My Father's

Candia McWilliam
My father was always attending to the residences, abodes, castles, byres, doocots, follies, palaces, huntingtowers, keeps, but and bens and ruins of Scotland. The country then was full of houses lying open to its consuming rain, their roofs dynamited off by owners no longer wanting to pay rates.

I grew up jealous of buildings. Buildings were inexhaustible work and recreation. The matter of saving houses is associated now with styles of life and with an upholstered luxury that is as destructive as the death-watch beetle. My father was suspicious of comfort; he preferred cigarettes to food. Tentative and ironic in speech, he mocked the gap between gloss and truth. He trespassed everywhere (in Scotland there is no law of trespass, he said, and scaled a fence blaring with prohibitions) hunting the forgotten, the untraced, the deserted brides among houses.

When involved with a house, he was dangerous. I do not remember often suspending a tension and concern for either of my parents. He climed up ruins and along cracking beams, with more relish the higher and fainter the structure. Then he would forget his camera up there, so that he had to go back, past the willow-herb and toads and lifting roof-lead, or on his stomach along the splintering joists.

Once, we broached a house whose facade was a big classical dishface, curving in to a pediment yellow and crumbling as demerara sugar. A deer-faced woman in many old garments answered. Prepared by my self-consciousness and by experience for someone deranged or very old, I wasn't expecting this alert character. My father asked about the house and whether he might come in, somehow making it clear he was not selling anything nor wanting to do more than share his enthusiasm for William Adam.

The lawn was full of groundsel and plantain. It was moving by entanglement over the gravel to the house.

"Go away, we fly to America tomorrow," lied the I realized beautiful woman with spirit. Fly to America! A place so other that it might be brandished in that way, to hold off the little man. The woman used the exotic name as a spell to keep the sleep on her house that was swooning into ochre dust.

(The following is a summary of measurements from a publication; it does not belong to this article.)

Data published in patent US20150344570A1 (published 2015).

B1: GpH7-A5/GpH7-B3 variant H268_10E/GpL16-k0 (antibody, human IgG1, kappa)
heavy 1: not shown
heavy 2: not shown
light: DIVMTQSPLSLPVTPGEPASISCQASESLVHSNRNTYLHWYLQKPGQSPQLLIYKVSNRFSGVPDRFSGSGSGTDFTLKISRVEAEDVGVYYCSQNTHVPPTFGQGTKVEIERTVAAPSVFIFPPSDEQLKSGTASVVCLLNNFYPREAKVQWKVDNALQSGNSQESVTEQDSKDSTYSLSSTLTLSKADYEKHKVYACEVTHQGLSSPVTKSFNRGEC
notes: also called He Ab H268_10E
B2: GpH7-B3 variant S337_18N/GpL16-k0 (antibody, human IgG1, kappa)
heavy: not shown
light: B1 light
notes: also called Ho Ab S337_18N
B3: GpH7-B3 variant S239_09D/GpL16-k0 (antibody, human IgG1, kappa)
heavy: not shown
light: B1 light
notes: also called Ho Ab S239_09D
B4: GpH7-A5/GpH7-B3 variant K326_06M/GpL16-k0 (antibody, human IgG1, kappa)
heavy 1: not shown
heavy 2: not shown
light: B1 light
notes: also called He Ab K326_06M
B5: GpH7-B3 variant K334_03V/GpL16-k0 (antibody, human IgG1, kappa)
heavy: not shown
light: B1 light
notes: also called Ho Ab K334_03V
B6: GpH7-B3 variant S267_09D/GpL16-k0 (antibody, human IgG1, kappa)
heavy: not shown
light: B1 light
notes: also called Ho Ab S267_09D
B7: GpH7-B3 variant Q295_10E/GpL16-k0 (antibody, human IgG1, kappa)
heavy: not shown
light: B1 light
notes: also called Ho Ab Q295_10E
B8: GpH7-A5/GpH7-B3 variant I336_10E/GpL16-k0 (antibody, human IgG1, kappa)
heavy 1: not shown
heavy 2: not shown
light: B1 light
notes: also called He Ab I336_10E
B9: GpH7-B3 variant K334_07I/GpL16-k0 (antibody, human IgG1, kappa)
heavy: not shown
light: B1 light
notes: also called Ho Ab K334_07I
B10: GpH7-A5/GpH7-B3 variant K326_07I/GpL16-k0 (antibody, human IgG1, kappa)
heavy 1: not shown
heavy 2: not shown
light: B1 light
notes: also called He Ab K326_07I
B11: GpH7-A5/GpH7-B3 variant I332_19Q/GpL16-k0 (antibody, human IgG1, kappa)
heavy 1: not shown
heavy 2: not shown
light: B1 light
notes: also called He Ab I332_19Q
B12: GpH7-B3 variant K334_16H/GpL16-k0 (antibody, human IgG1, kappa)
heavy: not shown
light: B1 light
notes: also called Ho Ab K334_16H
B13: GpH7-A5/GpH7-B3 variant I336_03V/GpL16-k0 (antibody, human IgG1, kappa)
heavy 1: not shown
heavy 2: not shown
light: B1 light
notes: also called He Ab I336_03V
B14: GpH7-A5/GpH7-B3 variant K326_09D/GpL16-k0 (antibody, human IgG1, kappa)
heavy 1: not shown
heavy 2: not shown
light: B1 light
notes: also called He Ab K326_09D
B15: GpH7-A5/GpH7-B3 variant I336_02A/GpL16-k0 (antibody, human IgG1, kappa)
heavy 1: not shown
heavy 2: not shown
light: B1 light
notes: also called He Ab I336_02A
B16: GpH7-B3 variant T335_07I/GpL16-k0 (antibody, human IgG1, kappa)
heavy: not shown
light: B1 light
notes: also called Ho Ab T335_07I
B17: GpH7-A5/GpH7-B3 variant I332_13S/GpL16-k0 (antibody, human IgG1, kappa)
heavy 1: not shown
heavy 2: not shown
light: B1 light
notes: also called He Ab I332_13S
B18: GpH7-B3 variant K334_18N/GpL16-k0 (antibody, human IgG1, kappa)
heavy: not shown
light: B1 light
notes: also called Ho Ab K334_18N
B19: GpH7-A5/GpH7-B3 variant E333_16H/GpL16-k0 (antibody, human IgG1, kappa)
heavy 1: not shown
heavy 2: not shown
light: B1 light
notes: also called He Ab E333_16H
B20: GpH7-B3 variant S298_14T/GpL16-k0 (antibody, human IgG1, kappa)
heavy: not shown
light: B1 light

My father, understanding but frustrated, got back into the car, and we spun and jarred our way back down the drive under the settling rookeries, pursued by a blue dog the height of the brambles, heavy mayoral fat on its walrus back.

Suddenly the dog fell back, recoiling on to its crupper as though pulled. We caught on a high stone between the wet ruts of the drive. Fists pummelled the back window and then, holding on to the car for a footing, the beautiful liar came round to my father's side window and put her hand flat up to it till the palm was pale. He wound down the window with a can-opening movement, and the woman's voice said, "Come in for a drink. We think we like you." Like another deer, her husband had been watching us from the wet roses beside the house.

In the drawing-room that was cold as a disused quarry the dog was the source of heat. Batons of Brussels sprout tops like green maces stuck out of a jug in the fireplace. Perhaps the deer couple cracked off some sprouts when it was time to dine, in a dining room whose ceiling rested for the most part on its long, oxblood-red, plaster-dimmed table.

--- From The Many Colours of Blood
in The Granta Book of the Family,
Granta Books, London (1995)

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